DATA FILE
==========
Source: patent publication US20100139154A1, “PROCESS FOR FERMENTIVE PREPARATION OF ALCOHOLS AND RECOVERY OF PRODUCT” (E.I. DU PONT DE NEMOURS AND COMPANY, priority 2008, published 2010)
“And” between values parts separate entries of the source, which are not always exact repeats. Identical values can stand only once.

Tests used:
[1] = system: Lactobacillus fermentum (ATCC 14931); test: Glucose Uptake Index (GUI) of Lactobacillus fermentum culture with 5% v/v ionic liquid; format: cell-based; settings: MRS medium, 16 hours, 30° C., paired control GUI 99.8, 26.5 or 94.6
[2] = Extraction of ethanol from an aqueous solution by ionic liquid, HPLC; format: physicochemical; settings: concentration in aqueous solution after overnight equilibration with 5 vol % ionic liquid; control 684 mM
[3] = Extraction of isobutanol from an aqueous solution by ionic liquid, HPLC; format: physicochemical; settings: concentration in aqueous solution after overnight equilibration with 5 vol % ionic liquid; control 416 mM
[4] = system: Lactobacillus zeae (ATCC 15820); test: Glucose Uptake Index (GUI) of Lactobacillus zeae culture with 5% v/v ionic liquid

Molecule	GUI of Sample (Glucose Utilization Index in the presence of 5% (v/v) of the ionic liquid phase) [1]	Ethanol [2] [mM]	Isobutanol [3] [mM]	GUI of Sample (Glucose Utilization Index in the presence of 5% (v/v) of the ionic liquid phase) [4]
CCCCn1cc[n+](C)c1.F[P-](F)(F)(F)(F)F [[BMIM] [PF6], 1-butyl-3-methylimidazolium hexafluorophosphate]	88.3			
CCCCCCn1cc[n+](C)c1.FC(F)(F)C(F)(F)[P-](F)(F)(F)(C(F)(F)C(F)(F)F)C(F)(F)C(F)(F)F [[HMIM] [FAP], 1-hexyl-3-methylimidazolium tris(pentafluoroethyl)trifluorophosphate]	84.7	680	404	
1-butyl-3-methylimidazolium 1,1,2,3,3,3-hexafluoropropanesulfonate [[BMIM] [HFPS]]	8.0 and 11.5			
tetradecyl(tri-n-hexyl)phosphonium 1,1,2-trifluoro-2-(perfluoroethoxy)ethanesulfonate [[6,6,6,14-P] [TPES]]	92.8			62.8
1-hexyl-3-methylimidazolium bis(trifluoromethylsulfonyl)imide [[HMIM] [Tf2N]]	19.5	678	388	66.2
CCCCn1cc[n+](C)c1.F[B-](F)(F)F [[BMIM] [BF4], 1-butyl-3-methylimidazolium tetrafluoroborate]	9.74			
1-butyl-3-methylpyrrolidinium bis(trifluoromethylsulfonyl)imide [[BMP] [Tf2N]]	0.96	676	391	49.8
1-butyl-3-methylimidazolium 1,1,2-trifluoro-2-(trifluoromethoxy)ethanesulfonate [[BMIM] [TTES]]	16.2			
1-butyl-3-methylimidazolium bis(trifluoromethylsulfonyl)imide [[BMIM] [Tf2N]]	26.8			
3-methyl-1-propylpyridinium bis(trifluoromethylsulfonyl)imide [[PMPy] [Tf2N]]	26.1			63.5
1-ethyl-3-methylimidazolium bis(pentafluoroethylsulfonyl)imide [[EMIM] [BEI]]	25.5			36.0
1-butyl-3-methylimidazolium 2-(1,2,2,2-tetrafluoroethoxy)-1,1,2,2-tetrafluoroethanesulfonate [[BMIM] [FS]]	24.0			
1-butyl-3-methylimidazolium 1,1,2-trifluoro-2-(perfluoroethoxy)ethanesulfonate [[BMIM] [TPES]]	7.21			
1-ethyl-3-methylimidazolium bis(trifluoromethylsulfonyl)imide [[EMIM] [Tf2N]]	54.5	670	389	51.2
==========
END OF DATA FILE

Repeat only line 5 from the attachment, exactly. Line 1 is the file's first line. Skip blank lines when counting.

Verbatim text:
[2] = Extraction of ethanol from an aqueous solution by ionic liquid, HPLC; format: physicochemical; settings: concentration in aqueous solution after overnight equilibration with 5 vol % ionic liquid; control 684 mM